Turned up the saturation. Eyeliner sharp enough to slay a man.
Little things like re-dying my hair can be so, so healing during a time filled with much turbulent self awareness regarding my body and chronic illnesses.
Who would have known that having brightly colored aqua-dipped hair could bring such wellness?
A fresh coat of paint on my nails and a few flicks of liquid eyeliner help me feel that much more alive.
Femme is healing. Color is healing.
I can be healed and find control through levels of visibility.
The best lift doors ever…
Snapped at the Technogym Wellness Valley. A message to employees and visitors to take get more active. Gotta love this.
Plus: Other oddities, amusements and fascinating things I’ve stumbled across being a slightly obsessed runner.
To quote an excellent article by Lesley Kinzel:
“[W]hat’s wrong with positively encouraging people to use the three minutes they’d spend in an elevator to exercise instead? Nothing, on the surface. Unfortunately though, these efforts don’t happen in a vacuum — they happen in context with a lot of other, less positive messages. They happen in the same culture that condemns any perceived laziness and less-than-perfect physical condition as moral failures. And that’s where things get a little more complicated.
“While stairs-encouragement may have some positive effects, it has negative ones too. Culturally, it places a heavy value on the ability to climb stairs in the first place, and marks this as both “normal” and the perferred state of things. It reinforces the idea that disabled bodies (or bodies that just aren’t in good enough shape to run up a few floors) are somehow broken, mismanaged or defective, and together with the plethora of other ableist crap we live with every day, this has a powerful and cumulative impact on their quality of life. In a world that sees good physical condition as a signifier of morality and good character, this is a problem.
“Disabled folks’ ability to get around is essentially being sacrificed in favor of feel-good cosmetic changes that let public institutions pat themselves on the back for being so forward-thinking. Ironic.”
So no thanks - The message here isn’t that employees and visitors should get more active, the message is that they should feel guilty for needing or wanting access to mobility aids. That’s not something that I can get behind or support.
there are plenty of social justice causes on Tumblr that I can support, but this one just makes my blood boil each time I see it. Is this seriously a thing? Who’s going to give someone in a wheelchair a hard time about not being able to take the stairs? Is it impossible for someone disabled to see this and simply think “obviously they are not referring to me?” This seems like a major case of making a mountain out of a molehill.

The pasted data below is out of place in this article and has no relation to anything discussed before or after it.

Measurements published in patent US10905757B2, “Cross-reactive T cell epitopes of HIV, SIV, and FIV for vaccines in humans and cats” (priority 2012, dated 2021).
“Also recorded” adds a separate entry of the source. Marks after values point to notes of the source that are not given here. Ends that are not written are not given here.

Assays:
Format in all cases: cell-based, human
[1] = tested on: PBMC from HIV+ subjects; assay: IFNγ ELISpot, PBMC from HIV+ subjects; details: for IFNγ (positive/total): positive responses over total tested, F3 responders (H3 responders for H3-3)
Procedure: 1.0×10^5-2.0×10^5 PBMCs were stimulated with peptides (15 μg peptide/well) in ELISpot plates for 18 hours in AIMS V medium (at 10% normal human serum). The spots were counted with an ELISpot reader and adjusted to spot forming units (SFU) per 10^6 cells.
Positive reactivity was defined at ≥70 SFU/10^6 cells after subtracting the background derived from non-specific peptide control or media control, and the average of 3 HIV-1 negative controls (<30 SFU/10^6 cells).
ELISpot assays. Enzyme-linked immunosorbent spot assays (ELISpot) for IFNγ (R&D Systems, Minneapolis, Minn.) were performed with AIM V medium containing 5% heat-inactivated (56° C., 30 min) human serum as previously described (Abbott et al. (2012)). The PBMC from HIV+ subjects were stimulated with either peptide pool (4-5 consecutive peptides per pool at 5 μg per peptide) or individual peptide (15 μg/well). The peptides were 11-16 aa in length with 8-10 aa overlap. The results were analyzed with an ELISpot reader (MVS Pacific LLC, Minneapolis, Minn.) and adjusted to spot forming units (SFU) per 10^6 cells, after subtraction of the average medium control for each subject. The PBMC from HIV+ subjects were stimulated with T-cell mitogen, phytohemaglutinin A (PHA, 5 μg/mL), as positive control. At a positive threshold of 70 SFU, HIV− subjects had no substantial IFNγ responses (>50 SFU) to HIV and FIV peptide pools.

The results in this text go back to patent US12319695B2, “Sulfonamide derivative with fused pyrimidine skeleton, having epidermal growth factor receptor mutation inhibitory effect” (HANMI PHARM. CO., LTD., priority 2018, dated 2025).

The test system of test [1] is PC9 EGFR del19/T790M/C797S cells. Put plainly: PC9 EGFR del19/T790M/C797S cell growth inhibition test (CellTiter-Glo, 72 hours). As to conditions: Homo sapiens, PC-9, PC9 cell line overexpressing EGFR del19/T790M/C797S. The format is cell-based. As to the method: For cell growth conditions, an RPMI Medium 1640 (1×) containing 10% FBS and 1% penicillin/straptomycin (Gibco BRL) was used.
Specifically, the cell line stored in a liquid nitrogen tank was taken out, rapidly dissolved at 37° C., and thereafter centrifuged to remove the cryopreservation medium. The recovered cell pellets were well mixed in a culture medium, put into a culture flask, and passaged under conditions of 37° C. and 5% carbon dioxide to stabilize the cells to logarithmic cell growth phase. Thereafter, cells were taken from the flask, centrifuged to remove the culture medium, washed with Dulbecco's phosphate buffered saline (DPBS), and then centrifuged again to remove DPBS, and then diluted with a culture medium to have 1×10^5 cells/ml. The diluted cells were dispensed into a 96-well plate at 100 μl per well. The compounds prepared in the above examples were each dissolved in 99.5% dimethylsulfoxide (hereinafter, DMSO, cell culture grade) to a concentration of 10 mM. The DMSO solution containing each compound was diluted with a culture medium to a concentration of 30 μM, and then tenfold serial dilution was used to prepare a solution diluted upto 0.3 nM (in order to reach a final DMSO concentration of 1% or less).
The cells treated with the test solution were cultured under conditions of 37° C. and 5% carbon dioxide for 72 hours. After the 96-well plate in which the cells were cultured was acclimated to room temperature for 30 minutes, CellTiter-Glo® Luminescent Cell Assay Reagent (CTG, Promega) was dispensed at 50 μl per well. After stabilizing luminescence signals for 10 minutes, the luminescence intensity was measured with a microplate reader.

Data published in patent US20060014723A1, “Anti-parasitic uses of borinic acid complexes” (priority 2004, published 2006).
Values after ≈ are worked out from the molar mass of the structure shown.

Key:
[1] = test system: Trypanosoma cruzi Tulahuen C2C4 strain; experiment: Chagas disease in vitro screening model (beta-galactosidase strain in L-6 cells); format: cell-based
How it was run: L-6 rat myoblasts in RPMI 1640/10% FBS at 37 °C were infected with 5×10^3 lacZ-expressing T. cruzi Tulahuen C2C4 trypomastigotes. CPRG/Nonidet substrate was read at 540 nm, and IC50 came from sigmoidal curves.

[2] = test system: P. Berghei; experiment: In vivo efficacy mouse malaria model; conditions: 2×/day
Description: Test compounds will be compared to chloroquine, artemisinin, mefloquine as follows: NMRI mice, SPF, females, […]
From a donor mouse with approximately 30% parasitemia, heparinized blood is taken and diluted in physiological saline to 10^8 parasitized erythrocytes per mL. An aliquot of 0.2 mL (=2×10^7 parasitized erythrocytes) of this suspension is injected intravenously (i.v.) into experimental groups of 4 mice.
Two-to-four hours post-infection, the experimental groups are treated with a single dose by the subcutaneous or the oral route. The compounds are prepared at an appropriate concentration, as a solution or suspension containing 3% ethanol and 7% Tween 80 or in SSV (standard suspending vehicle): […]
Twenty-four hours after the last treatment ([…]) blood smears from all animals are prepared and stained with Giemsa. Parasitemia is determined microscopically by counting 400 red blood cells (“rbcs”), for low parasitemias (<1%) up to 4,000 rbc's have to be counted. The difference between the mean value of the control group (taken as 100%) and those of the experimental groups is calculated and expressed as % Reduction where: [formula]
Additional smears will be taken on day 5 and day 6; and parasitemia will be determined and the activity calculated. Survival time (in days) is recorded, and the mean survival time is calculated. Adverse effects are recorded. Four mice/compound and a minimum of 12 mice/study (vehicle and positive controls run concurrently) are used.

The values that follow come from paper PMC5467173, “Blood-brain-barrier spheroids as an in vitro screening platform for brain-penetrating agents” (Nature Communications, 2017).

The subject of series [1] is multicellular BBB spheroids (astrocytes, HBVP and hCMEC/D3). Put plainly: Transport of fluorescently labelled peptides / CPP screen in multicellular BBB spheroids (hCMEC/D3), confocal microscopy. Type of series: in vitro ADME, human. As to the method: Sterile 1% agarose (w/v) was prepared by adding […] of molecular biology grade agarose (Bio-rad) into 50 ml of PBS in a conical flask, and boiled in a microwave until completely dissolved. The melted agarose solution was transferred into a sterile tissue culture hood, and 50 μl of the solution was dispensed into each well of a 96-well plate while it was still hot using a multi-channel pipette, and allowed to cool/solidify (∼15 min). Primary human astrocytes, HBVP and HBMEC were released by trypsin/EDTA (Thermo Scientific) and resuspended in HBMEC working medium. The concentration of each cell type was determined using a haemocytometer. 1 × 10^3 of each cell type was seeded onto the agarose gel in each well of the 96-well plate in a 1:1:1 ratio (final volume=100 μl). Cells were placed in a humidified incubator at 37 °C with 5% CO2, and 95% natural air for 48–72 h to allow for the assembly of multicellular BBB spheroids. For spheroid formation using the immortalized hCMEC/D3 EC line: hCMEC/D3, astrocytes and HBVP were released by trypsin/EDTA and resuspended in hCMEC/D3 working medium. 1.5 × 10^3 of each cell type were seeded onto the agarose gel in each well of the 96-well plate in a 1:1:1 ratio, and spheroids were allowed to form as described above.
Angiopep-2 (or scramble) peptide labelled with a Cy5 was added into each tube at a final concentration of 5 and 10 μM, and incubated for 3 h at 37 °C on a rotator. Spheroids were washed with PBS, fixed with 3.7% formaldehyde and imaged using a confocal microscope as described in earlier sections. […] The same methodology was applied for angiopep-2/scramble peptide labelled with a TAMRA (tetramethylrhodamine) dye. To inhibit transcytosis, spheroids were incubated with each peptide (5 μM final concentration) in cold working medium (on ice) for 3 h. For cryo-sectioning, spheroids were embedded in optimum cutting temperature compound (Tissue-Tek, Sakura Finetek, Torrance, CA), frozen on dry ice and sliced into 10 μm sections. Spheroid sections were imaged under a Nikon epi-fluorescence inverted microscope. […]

Several people have reblogged this post in order to share their stories. If you do not have the time to scroll through the notes, you may want to click here, here, here, here and here for a start.
For some outside reading, in addition to the article linked about, you can also see here, here and here.
There are lots of people who feel that it is their duty to police wheelchairs, disabilities and medical problems of all kinds. Memes have even been made for the purpose of mocking wheelchair users. Not to mention that many people would rather photograph a disabled person and post it online to laugh about than actually help someone in trouble. We live in a culture that outright doesn’t value people with disabilities, and you really thing that no one would ever make a person feel bad about their mobility aid?
Remember that this isn’t just about people who use wheelchairs - It is about all disabilities and personal situations that may make the stairs an impossibility. When people are explicitly and repeatedly told that they are lazy and that their medical problems are entirely their own fault (or that the problems don’t even exist!), it’s not surprising that they’ll feel hurt by campaigns that outright deny their needs. If this advertisement “obviously” is not “referring to me,” then where is that distinction made? Where are disabilities being taken into account? Where are the campaigns that remind everyone about how elevators are often necessary and good?
Why should the health and accessibility of disabled bodies be pushed aside in order to promote the health of able bodies?
Also, from a mental health aspect, I became disabled at 31. And yeah, even though campaigns like that obviously aren’t targeted to people like me, it DOES have an affect.
You know what blows? Being reminded over and over and over and over and over again of things that you can’t fucking do that you COULD have done like.. a year ago.
So yeah, I know those campaigns aren’t about “me.” But it still fucking stings. Especially if you’re someone who doesn’t necessarily “look” disabled. If you think I’m not being judged while I’m leaning on my crutches waiting for an elevator- you’re completely oblivious to the way the world works.
Trust me, I’d LOVE to be able to skip the elevator and take the fucking stairs. I don’t need to be reminded YET AGAIN that I just fucking can’t anymore.
Invisible disabilities exist. Recognize.